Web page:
of use. For example, the HCSO Detention Department receives hundreds of calls every day inquiring about the status of the inmates housed in the county correctional system. The new Web site now interfaces with the HCSO’s mainframe computer and, because the arrest data is public information, anyone can access the information by querying either a name or a booking number. Other law enforcement agencies also have gone on-line with inmate information. In March 2000, the Los Angeles County, California, Sheriff’s Department (LASD) went on-line allowing anyone with Internet access to search the department’s database of arrest records, including the names and dates of births of individuals arrested in the last 30 days, along with the charges, bail amounts, and court dates. Additionally, the LASD database includes information on the 20,000 inmates in custody and the 2,400 inmates in community-based programs.3 The HCSO warrants section currently has more than 90,000 active warrants, which also are public information and accessible via the Web site. Previously, the agency handled only wanted-person inquiries from citizens, private investigators, or businesses conducting pre-employment screening in person at the records section of the agency. These advances in the HCSO site have proved useful to the agency by

reducing the number of walk-in requests. Additionally, those individuals or businesses seeking information benefit by receiving more timely, convenient information. Law enforcement public information officers (PIOs) often spend a great deal of their time working with reporters. A large agency typically will have one or two full-time PIOs. The HCSO Public Information Office handles approximately 1,200 requests from the media and the public per month. By placing newsworthy press releases on a continually updated special press release Web page, the HCSO has significantly reduced the telephone inquiries to its public information office. Additionally, this special Web page provides timely information to some smaller news agencies that may not have full-time reporters. At the HCSO, most calls from the news media regard traffic conditions, particularly during the morning and afternoon rush hours, which represent some of the busiest times in the communications section that handles those inquiries. To address this problem, the HCSO Web site has interfaced a traffic advisory Web page with its computer-aided dispatch system. Television and radio stations, citizens, and any other interested parties can visit that page to view real-time dispatch information regarding vehicular accidents, detours, and road obstructions. The display indicates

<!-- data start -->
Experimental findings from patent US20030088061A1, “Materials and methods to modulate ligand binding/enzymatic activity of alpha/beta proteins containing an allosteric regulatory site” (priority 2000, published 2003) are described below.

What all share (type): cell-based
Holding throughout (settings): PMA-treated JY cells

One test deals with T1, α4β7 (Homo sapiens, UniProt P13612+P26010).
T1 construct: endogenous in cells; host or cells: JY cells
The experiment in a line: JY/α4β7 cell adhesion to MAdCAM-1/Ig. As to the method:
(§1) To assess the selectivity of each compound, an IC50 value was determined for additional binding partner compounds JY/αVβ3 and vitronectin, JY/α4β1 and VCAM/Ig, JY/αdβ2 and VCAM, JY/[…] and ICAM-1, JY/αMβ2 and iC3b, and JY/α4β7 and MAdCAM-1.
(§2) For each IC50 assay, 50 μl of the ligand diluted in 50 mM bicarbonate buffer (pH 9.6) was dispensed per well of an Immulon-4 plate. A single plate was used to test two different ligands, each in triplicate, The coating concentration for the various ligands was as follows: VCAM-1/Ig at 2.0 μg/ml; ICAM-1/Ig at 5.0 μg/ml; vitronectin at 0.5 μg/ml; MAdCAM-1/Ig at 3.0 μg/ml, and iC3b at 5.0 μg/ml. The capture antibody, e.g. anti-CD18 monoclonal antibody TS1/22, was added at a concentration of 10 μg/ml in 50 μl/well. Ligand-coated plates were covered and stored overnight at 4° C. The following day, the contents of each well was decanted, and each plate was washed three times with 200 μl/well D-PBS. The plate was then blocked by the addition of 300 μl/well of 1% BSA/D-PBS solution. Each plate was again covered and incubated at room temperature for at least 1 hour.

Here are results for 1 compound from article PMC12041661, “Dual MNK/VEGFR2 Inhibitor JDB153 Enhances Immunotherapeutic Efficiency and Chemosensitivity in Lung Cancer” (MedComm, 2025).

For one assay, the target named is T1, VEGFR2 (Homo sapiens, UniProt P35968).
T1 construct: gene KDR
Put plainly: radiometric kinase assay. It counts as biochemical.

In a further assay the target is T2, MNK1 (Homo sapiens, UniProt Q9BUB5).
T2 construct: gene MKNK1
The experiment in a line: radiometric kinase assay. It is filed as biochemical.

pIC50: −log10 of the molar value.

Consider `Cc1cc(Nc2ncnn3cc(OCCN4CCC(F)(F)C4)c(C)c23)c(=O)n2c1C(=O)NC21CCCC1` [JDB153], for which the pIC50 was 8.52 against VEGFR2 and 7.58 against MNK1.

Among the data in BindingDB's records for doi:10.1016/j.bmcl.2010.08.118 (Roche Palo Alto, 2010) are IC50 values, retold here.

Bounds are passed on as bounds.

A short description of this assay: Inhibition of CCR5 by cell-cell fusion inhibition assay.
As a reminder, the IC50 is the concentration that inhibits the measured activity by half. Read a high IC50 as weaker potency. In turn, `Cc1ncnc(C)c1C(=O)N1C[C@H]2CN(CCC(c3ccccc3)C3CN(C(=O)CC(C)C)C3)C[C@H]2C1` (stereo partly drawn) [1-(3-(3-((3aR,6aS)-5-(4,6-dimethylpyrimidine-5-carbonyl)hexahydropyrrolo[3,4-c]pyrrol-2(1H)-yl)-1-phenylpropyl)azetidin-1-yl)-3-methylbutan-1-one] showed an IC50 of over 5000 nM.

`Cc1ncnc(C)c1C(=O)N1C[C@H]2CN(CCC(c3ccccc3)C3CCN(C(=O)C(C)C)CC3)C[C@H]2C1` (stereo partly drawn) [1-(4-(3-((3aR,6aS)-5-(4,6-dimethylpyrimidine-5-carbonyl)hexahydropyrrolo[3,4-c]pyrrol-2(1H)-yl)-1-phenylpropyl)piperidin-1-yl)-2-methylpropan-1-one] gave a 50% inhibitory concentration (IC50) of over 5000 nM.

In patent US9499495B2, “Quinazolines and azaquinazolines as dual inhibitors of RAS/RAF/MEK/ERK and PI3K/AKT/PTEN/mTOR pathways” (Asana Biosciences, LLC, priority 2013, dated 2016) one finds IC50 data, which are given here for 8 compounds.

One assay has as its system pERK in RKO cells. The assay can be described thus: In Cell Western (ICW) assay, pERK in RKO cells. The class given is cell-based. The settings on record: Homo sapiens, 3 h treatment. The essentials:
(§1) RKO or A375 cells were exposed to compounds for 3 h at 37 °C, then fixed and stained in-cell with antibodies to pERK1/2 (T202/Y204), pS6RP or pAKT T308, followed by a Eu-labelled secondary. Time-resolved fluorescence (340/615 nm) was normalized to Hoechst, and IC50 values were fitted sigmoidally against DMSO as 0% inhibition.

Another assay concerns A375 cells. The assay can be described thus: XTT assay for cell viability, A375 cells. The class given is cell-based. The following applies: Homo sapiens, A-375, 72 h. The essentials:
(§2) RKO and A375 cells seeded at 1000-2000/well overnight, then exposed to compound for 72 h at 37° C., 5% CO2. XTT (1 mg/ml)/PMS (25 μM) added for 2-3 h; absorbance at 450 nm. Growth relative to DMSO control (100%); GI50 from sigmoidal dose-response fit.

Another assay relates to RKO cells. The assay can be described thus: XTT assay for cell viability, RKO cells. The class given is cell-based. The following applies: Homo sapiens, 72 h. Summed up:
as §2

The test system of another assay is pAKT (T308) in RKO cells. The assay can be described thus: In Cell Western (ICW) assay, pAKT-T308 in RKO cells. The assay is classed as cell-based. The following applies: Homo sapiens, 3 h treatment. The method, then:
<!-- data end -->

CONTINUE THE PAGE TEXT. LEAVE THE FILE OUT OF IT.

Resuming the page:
Web Site Resources • Nielsen Net ratings, available at www.nielsennetratings.com, offers information on Internet usage in the United States and worldwide. • The Internet Corporation for Assigned Names and Numbers, available at www.icann.org, is one of the technical coordinating bodies for the assigning of domain names and numbers for the Internet. • Officer.com, available at www.officer.com, provides a comprehensive, alphabetized list of law enforcement agency Web sites. • Hillsborough County, Florida, Sheriff’s Office, available at www.hcso.tampa.fl.us. • Los Angeles County, California, Sheriff’s Department, available at www.lasd.org. • Riverside County, California, Sheriff’s Department, available at www.co.riverside.ca.us/sheriff/.

8 / FBI Law Enforcement Bulletin